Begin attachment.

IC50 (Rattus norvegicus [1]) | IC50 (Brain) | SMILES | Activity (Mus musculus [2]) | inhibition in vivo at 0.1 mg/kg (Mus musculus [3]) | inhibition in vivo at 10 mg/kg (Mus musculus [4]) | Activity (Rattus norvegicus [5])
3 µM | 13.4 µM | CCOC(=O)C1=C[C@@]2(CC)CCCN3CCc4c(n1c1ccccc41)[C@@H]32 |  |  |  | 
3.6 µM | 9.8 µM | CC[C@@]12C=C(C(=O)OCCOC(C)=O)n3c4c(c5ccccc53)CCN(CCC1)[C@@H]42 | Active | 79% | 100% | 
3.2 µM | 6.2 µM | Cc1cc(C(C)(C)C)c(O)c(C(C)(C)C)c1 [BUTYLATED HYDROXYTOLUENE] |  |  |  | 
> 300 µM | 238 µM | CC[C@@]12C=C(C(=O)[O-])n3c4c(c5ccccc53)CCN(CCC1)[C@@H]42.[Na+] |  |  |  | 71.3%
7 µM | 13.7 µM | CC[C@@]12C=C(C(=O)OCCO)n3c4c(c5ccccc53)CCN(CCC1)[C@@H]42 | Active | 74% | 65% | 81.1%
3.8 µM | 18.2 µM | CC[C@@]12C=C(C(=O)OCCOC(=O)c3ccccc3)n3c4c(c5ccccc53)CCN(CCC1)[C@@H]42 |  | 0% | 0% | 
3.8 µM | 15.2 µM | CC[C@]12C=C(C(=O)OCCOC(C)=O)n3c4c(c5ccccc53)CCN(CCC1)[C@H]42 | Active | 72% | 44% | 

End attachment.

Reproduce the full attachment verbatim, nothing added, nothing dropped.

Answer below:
IC50 (Rattus norvegicus [1]) | IC50 (Brain) | SMILES | Activity (Mus musculus [2]) | inhibition in vivo at 0.1 mg/kg (Mus musculus [3]) | inhibition in vivo at 10 mg/kg (Mus musculus [4]) | Activity (Rattus norvegicus [5])
3 µM | 13.4 µM | CCOC(=O)C1=C[C@@]2(CC)CCCN3CCc4c(n1c1ccccc41)[C@@H]32 |  |  |  | 
3.6 µM | 9.8 µM | CC[C@@]12C=C(C(=O)OCCOC(C)=O)n3c4c(c5ccccc53)CCN(CCC1)[C@@H]42 | Active | 79% | 100% | 
3.2 µM | 6.2 µM | Cc1cc(C(C)(C)C)c(O)c(C(C)(C)C)c1 [BUTYLATED HYDROXYTOLUENE] |  |  |  | 
> 300 µM | 238 µM | CC[C@@]12C=C(C(=O)[O-])n3c4c(c5ccccc53)CCN(CCC1)[C@@H]42.[Na+] |  |  |  | 71.3%
7 µM | 13.7 µM | CC[C@@]12C=C(C(=O)OCCO)n3c4c(c5ccccc53)CCN(CCC1)[C@@H]42 | Active | 74% | 65% | 81.1%
3.8 µM | 18.2 µM | CC[C@@]12C=C(C(=O)OCCOC(=O)c3ccccc3)n3c4c(c5ccccc53)CCN(CCC1)[C@@H]42 |  | 0% | 0% | 
3.8 µM | 15.2 µM | CC[C@]12C=C(C(=O)OCCOC(C)=O)n3c4c(c5ccccc53)CCN(CCC1)[C@H]42 | Active | 72% | 44% | 